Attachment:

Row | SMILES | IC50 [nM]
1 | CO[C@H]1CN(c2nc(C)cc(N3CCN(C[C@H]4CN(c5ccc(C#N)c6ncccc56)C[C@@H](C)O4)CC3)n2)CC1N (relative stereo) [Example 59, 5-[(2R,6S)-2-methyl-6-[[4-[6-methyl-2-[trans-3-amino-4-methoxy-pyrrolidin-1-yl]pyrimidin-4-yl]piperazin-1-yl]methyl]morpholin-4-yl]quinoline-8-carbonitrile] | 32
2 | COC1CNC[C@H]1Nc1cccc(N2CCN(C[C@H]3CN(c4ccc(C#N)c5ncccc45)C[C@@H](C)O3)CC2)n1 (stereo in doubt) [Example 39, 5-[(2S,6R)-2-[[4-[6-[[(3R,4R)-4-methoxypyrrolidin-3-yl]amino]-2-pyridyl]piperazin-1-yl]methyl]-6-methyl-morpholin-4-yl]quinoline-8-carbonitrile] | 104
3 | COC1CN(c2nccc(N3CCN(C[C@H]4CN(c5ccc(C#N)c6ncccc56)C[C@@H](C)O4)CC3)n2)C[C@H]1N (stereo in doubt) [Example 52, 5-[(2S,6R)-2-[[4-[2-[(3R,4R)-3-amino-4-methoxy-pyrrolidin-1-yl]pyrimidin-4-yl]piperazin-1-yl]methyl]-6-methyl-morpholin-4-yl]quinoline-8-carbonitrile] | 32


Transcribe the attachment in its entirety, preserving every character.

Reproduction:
Row | SMILES | IC50 [nM]
1 | CO[C@H]1CN(c2nc(C)cc(N3CCN(C[C@H]4CN(c5ccc(C#N)c6ncccc56)C[C@@H](C)O4)CC3)n2)CC1N (relative stereo) [Example 59, 5-[(2R,6S)-2-methyl-6-[[4-[6-methyl-2-[trans-3-amino-4-methoxy-pyrrolidin-1-yl]pyrimidin-4-yl]piperazin-1-yl]methyl]morpholin-4-yl]quinoline-8-carbonitrile] | 32
2 | COC1CNC[C@H]1Nc1cccc(N2CCN(C[C@H]3CN(c4ccc(C#N)c5ncccc45)C[C@@H](C)O3)CC2)n1 (stereo in doubt) [Example 39, 5-[(2S,6R)-2-[[4-[6-[[(3R,4R)-4-methoxypyrrolidin-3-yl]amino]-2-pyridyl]piperazin-1-yl]methyl]-6-methyl-morpholin-4-yl]quinoline-8-carbonitrile] | 104
3 | COC1CN(c2nccc(N3CCN(C[C@H]4CN(c5ccc(C#N)c6ncccc56)C[C@@H](C)O4)CC3)n2)C[C@H]1N (stereo in doubt) [Example 52, 5-[(2S,6R)-2-[[4-[2-[(3R,4R)-3-amino-4-methoxy-pyrrolidin-1-yl]pyrimidin-4-yl]piperazin-1-yl]methyl]-6-methyl-morpholin-4-yl]quinoline-8-carbonitrile] | 32